As keynote speeches go, Sen. Thad Cochran’s remarks at the 75th anniversary meeting of the Delta Council were relatively brief, lasting a little more than 10 minutes on the stage of the Bologna Center at Delta State University, May 28.

But Cochran’s comments spoke volumes to those who have followed the “Delta’s Chamber of Commerce” over its 75-year history of working to improve life in the 18 Delta and part-Delta counties of northwest Mississippi.

“It has been a special blessing to work with you on historic and ongoing issues that relate to agriculture,” Cochran said, referring to legislation he helped write over more than 30 years in Congress. “Federal farm bills have had a very important impact on this region, and you know that better than anybody.”

Cochran said he has always benefitted from the “advice and counsel” he received from Delta Council leaders not only in farm programs, but also in conservation and soil and water resources, rural development and trade incentives.

Besides serving as chairman of the Senate Committee on Agricultural, Nutrition and Forestry, the position now held by Arkansas Sen. Blanche Lincoln, Cochran has served on the Senate Appropriations Committee, a key post for helping fund projects of importance to the Delta and to the Mid-South.

The Delta Council annual meeting or Delta Council Day has been graced by a number of notable speakers, including Under Secretary of State Dean Acheson, who announced the Marshall Plan, author William Faulkner, Vice President George Bush and then-Arkansas Gov. and former President Bill Clinton.

But Cochran’s selection seemed to be a good fit for the 75th annual meeting given his lifelong support for agriculture and Mississippi, as Delta Council President Travis Satterfield noted in his introduction of the senator: “If a person is from the Mississippi Delta and he is interested in higher education, they should thank Thad Cochran; if you are a Delta citizen who is interested in recreational hunting, fishing, clean lakes, and national parks in the Delta, you are indebted to Thad Cochran; if you are a veteran or if you currently are part of the American Armed Services, the U.S. Army Corps of Engineers, or even the space programs of this country, and you are from the Delta, you need to be proud of the fact that Thad Cochran is your friend.”

The state’s senior citizen gave no indication of resting on his laurels; however, saying the region faces challenges on the local, national and international fronts.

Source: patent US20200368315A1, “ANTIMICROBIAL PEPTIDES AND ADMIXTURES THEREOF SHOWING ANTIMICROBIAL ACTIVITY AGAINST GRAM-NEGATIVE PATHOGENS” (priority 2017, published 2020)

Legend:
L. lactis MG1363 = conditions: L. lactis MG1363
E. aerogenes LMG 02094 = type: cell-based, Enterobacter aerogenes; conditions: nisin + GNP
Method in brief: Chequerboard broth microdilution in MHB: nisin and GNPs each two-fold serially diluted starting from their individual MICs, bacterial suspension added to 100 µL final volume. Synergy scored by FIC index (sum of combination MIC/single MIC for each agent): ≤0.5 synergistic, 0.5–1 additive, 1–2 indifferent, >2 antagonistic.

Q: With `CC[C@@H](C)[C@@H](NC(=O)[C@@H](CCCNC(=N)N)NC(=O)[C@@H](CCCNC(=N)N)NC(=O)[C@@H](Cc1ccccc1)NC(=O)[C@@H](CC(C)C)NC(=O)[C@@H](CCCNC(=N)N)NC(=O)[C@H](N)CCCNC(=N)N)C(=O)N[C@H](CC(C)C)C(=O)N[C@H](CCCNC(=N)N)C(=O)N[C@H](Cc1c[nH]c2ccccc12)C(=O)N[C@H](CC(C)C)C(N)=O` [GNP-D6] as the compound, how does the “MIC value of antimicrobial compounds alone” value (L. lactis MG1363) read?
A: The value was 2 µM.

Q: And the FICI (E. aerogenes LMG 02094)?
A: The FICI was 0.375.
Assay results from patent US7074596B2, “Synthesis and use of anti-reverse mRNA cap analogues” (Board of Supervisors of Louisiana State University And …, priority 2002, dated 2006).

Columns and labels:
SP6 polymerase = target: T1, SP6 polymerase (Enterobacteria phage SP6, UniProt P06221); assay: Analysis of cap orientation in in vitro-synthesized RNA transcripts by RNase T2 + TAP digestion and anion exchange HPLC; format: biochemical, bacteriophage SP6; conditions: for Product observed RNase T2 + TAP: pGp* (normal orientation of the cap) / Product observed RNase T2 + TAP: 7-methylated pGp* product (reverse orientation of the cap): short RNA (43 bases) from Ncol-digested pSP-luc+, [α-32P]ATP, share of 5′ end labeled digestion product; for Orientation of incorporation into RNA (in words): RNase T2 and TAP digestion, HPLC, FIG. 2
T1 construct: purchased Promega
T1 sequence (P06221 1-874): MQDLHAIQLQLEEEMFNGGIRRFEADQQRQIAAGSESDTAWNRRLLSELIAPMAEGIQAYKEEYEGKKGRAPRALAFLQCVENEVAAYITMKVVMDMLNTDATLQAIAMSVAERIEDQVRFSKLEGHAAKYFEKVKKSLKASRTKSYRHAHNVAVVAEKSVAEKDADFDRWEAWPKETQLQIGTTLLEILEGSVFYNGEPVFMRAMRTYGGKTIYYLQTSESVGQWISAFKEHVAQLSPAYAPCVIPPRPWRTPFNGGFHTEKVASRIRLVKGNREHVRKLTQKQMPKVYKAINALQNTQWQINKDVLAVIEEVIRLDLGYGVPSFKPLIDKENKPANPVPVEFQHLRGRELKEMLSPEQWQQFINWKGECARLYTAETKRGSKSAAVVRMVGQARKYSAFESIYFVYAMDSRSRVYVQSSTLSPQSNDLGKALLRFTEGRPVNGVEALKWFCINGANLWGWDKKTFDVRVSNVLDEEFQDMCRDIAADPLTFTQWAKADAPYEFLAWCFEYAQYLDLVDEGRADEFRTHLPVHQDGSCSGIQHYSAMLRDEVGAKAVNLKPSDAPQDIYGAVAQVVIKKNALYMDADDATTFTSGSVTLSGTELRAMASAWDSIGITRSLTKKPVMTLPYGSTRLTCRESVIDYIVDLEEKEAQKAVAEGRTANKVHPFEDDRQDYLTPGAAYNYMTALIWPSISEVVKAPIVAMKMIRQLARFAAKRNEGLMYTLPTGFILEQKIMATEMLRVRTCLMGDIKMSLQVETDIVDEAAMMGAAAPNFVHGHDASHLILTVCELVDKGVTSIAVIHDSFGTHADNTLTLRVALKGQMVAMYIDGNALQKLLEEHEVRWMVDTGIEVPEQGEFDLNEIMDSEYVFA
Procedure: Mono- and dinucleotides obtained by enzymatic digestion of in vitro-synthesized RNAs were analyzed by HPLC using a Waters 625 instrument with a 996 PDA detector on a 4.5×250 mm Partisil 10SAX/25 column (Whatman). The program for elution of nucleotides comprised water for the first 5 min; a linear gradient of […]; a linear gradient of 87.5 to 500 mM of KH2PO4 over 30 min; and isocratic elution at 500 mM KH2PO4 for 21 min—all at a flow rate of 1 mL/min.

“It has become very difficult to maintain a consensus at the national level to support traditional farm programs,” he said, referring to the growing number of attacks on farm programs and commercial agriculture.

“The decisions made by foreign governments continue to have an impact on our domestic agriculture, and I remain convinced that the United States should support our producers of agricultural products here at home while continuing to advance the opportunities of free and fair trade.”

The Delta Council will continue to play a role in addressing those issues. “For over 75 years, the residents of the Delta have looked to Delta Council for insight, guidance and leadership,” he said. “The Council has used its influence to help develop consensus for government policy and programs that strengthen our state’s economy and produce job opportunities for our citizens.

“Our state still needs Delta Council to be an active stimulus and leader in our life today, to help assure tomorrow will provide opportunities for all to citizens for economic progress and prosperity.”

Cochran also commented on the economic conditions facing the country, noting America appears to be experiencing a “jobless recovery,” similar to the one which followed the 1930s Depression, the era in which the Delta Council was created.

Despite the slow recovery being felt in Mississippi and elsewhere, new business activity is occurring in Mississippi. Cochran listed several new developments including a new pipe plant being built in Tunica, the announcement by Twin Creek Technologies Inc. of San Jose, Calif., of a solar-panel manufacturing plant in Senatobia, a new call center in Yazoo City, and Delta Oil Mill’s purchase of PYCO Oil Mill properties, including the company’s plant in Greenwood.

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